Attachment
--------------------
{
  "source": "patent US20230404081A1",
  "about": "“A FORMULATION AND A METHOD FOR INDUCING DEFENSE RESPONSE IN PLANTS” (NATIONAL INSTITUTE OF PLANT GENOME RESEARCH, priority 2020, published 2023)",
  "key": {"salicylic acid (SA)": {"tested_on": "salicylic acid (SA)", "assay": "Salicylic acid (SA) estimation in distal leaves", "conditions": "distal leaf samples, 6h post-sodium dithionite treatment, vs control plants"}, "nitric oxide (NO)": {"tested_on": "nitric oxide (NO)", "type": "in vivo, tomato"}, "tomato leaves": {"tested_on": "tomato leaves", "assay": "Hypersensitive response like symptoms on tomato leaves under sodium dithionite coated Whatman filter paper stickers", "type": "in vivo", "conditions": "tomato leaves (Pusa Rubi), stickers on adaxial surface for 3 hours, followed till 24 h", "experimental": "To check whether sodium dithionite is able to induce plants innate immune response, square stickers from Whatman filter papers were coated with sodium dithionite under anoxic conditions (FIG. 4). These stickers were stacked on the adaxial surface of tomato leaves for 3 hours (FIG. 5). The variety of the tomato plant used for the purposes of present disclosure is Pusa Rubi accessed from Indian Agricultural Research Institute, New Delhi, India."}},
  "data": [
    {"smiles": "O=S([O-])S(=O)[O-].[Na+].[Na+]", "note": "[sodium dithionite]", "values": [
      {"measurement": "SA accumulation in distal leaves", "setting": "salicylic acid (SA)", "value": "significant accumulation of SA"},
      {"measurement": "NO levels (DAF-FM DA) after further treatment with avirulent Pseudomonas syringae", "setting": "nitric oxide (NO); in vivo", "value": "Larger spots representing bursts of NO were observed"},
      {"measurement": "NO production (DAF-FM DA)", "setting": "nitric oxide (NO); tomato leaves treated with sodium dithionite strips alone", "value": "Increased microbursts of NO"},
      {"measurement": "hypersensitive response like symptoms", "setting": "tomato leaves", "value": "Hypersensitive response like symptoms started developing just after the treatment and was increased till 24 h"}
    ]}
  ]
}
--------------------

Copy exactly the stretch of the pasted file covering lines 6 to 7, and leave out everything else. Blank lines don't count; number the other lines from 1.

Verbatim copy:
    {"smiles": "O=S([O-])S(=O)[O-].[Na+].[Na+]", "note": "[sodium dithionite]", "values": [
      {"measurement": "SA accumulation in distal leaves", "setting": "salicylic acid (SA)", "value": "significant accumulation of SA"},